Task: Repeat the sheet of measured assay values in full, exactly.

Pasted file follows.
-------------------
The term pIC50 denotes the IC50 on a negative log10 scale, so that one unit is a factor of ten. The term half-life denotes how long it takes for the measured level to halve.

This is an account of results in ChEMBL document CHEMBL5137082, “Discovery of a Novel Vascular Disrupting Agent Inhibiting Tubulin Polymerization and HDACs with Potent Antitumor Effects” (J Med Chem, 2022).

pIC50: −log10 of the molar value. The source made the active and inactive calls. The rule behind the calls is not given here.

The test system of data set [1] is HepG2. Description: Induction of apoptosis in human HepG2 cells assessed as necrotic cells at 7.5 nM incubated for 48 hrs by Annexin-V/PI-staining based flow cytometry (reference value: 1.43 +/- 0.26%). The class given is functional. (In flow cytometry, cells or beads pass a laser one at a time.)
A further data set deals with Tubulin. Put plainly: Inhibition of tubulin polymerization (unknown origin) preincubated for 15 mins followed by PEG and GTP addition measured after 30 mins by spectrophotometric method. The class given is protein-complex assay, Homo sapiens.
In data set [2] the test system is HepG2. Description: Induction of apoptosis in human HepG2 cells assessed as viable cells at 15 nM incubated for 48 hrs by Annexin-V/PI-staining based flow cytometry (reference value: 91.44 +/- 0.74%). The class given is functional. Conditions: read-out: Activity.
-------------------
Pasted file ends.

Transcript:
The term pIC50 denotes the IC50 on a negative log10 scale, so that one unit is a factor of ten. The term half-life denotes how long it takes for the measured level to halve.

This is an account of results in ChEMBL document CHEMBL5137082, “Discovery of a Novel Vascular Disrupting Agent Inhibiting Tubulin Polymerization and HDACs with Potent Antitumor Effects” (J Med Chem, 2022).

pIC50: −log10 of the molar value. The source made the active and inactive calls. The rule behind the calls is not given here.

The test system of data set [1] is HepG2. Description: Induction of apoptosis in human HepG2 cells assessed as necrotic cells at 7.5 nM incubated for 48 hrs by Annexin-V/PI-staining based flow cytometry (reference value: 1.43 +/- 0.26%). The class given is functional. (In flow cytometry, cells or beads pass a laser one at a time.)
A further data set deals with Tubulin. Put plainly: Inhibition of tubulin polymerization (unknown origin) preincubated for 15 mins followed by PEG and GTP addition measured after 30 mins by spectrophotometric method. The class given is protein-complex assay, Homo sapiens.
In data set [2] the test system is HepG2. Description: Induction of apoptosis in human HepG2 cells assessed as viable cells at 15 nM incubated for 48 hrs by Annexin-V/PI-staining based flow cytometry (reference value: 91.44 +/- 0.74%). The class given is functional. Conditions: read-out: Activity.